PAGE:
A drawdown is the maximum loss that a strategy makes in its equity curve.

The drawdown shows the maximum amount of money you can lose.

Similarly, the duration of drawdown shows for how much time the strategy will remain under loss.

The maximum duration of drawdown for this nice-looking strategy is 4 months in backtesting. It could be even worse in actual trading.

You can reject this strategy if you are not comfortable with such drawdown duration and value.

If your financials plans support taking the risk, you can go ahead and deploy this strategy.

CAR/MDD, which means Compounded Annual Return divided by Maximum Drawdown, shows the average annual profit a strategy can make with respect to its worst drawdown.

We are trying to answer the question- How much money can we make?

You may have also noticed,

that most people talks about profitability in terms of absolute percentage only. This is unfortunate. Absolute returns by itself have no meaning at all, because the risk is being ignored. If your strategy makes (historically)25% profit on 1x leverage, it can make 330% profit by using 10x leverage.

We therefore use the metric CAR/MDD. It measures the percentage annual growth divided by the maximum drawdown.

A CAR/MDD more than 3.0 is considered good enough. It implies that whatever the money we plan to make, we are risking 1/3 of it. So, you can make only as much money as your risk capacity and CAR/MDD of your strategy allows.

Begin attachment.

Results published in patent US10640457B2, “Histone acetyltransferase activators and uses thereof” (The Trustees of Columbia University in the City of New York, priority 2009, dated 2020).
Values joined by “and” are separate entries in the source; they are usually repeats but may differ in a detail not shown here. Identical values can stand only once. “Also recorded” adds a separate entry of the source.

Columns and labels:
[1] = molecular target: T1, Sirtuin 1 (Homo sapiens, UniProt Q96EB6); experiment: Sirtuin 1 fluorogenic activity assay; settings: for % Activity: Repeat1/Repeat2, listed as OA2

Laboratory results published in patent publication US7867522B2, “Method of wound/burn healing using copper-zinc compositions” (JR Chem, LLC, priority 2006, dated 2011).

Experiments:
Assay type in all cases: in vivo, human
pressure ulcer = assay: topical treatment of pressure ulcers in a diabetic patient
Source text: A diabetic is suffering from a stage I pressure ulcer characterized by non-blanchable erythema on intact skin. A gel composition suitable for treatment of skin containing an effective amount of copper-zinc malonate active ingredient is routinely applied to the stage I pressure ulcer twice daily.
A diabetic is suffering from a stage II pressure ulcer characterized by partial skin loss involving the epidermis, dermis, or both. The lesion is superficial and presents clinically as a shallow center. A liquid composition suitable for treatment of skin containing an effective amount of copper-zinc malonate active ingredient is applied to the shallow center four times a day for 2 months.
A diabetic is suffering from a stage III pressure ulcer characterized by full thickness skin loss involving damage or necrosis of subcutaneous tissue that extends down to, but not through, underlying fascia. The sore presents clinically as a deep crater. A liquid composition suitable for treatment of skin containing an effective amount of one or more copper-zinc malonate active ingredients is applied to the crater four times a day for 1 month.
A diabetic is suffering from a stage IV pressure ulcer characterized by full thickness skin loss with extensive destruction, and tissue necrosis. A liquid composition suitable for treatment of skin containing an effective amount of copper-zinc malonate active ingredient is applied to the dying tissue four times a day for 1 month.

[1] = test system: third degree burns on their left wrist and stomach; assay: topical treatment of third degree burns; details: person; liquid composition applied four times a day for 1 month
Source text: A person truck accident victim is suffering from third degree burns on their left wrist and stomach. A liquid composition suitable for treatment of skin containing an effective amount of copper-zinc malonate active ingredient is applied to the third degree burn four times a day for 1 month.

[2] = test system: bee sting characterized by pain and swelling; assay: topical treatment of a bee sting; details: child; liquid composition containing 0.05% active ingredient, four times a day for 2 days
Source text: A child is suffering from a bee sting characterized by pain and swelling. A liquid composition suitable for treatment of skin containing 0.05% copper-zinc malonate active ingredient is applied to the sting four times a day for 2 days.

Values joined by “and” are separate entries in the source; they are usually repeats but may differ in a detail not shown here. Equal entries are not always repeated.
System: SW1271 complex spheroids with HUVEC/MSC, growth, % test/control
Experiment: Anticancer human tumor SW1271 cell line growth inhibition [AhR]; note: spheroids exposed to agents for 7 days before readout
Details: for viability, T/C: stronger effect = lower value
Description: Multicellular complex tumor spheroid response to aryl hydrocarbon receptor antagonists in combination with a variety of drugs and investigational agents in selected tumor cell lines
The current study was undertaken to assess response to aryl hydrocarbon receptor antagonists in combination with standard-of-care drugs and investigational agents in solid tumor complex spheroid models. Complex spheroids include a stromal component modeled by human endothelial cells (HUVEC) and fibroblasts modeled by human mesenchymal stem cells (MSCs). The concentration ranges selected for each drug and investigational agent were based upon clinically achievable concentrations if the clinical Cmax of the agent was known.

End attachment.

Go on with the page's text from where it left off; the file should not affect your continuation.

**The amount of money which we can make, depends upon the CAR/MDD of strategy, the account margin, and our risk-taking capacity.**

## Optimizing CAR/MDD

Now we come to the second and most important question- How can we optimize the returns, considering the risks we are taking? How to setup profit target for the trading system?

The answer is-

By trading multiple uncorrelated strategies.

Even if you have 5 uncorrelated strategies with poor CAR/MDD of 1.2, the portfolio CAR/MDD can rise above 5!

It does not require rocket science to generate uncorrelated strategies. Say you have a trading logic, for example a Crossover of MACD with Signal like, which you are using for trading. This is a very simple example. All of you might have experimented with the MACD.

You can trade the same logic on different time frames, like 3-minute and 60-minute. When the 3-minute time frame is trending, the 60-minute time frame could be range bound. Price patterns in 3-minute time frame are totally independent of price patterns in a large time frame such as 60-minute. Using Amibroker, it is easy to trade multiple timeframes at the same time fully automatically.

You can also trade the same logic on uncorrelated instruments, for example share of a blue-chip and crude-oil futures. Currency, commodity and many sectors in stock market are uncorrelated in short-term. As per this example, you can have 4 set of uncorrelated strategies. First, 3-min time frame on a bluchip, second 60-min time frame on blue-chip; third, 3-min time frame on crude-oil future; and fourth, 60-min time frame on crude-oil future.